Food Chat With Michael Solomonov

Remember a few years back when Americans thought Israeli food meant hummus (which they mistakenly pronounced as hum-mus, as in soil or decayed plant matter)?  Michael Solomonov was amongst the individuals who changed the public’s perception of Israeli cuisine.  On Sunday, Main Point Books in Bryn Mawr welcomed superstar chef Solomonov and his partner, Steve Cook to speak about their new cookbook, Zahav, which has been selling like the proverbial hotcakes.  The cookbook is fine for kosher households, because the recipes do not call for shellfish and do not mix meat and dairy ingredients.  If you cannot get a table at the restaurant, do get the gorgeous book and have fun trying the recipes!

Before Solomonov won the James Beard Foundation award for Best Chef: Mid-Atlantic in 2011 and he became a national celebrity through the pages of Bon Appetit and Food and Wine, Michael was a youngster who moved between Israel and the United States with his parents.  He was a picky eater and he had no ambition in life.  When he got a job at a bakery in Israel, working 14-hour days for $2.50 an hour, his family was simply relieved that he was not in jail.  However, the pivotal moment for Michael’s life was the death of his younger brother, David, who was killed while on volunteer duty during Yom Kippur of 2003, just days before his release from the Israeli Army service.

The search for meaning eventually led Michael to a sober life, focused on presenting the best of Israeli cuisine, applying Middle Eastern techniques and spices to locally sourced produce.  When it’s not sustainable to import tomatoes in January, he can simulate the taste of Israeli food with local pumpkin and persimmon.  What is particularly inspirational about his journey is that he and his family could not have predicted his career trajectory.  With much hard work and learning on the job — they were on the brink of closing the currently wildly popular restaurant Zahav — Michael can serve as a poster child for the late bloomer, one who was not engaged by school.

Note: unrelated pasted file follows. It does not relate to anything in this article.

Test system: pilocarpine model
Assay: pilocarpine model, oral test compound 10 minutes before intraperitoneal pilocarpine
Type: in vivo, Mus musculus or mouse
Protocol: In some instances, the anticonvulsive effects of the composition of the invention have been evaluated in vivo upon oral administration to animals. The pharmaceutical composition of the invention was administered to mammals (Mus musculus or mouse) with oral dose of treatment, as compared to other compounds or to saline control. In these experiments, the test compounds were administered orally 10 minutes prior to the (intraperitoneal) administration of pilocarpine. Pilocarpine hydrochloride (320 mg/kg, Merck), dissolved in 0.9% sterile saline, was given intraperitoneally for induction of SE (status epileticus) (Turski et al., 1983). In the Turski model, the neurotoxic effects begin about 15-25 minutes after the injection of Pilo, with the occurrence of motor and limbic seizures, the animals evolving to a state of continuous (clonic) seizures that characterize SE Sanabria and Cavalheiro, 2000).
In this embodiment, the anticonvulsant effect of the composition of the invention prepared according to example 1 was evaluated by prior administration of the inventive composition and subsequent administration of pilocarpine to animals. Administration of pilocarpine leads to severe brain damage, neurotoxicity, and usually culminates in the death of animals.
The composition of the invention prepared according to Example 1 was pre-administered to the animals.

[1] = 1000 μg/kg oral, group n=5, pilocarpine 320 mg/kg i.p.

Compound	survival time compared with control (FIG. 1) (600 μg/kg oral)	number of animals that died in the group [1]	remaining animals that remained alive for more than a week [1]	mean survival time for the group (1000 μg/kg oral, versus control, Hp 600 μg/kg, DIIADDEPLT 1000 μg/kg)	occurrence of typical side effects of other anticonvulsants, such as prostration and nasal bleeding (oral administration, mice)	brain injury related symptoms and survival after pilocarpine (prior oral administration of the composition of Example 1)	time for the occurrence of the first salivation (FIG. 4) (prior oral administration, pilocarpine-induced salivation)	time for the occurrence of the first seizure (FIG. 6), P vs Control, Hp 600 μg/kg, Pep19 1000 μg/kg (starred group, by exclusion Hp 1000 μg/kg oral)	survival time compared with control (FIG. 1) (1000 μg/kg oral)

Solomonov and his partner will soon launch the Rooster Soup Company, a deli-style place that serves only sandwiches and soup, the latter made from the bones and parts of the 1,000-plus chickens used in their Federal Donuts operation (that serves only donuts in the morning and fried chicken in the afternoon).  All the proceeds from Rooster Soup will benefit the Broad Street Ministry to their work in providing meals and services to vulnerable and homeless Philadelphians.  It is set to open at 1526 Sansom Street (in the former home of Sansom Street Kabob House).

Another exciting project of his of note to foodies is the January release date of his documentary, >The Search for Israeli Cuisine, which will be picked up by PBS in the spring.  Solomonov was followed around Israel by two-time Academy Award nominee and James Beard Award-winning filmmaker Roger Sherman.  They filmed each day at five locations and Michael marveled that each food venue was new to him, who’d lived there.  So imagine the novelty to us Americans, who are merely visitors to the Holy Land.


It may be surprising to learn that a major culinary revolution is taking place in a country so frequently associated with political drama. In just thirty years, Israel has gone from having no fine food to call its own to a cuisine that is world-renowned.

Chef Michael Solomonov, a young, inspiring Israeli born American grew up in Pittsburgh. Solo, as he's known, travels all over Israel, eating and talking about how ethnic traditions from across the diaspora have been incorporated into one diverse Israeli cuisine.
This is the story of cultures coming together, foods that are brought from far and wide and become Israeli cuisine. Our cameras follow Solo as he shows Americans a cuisine whose time has come.

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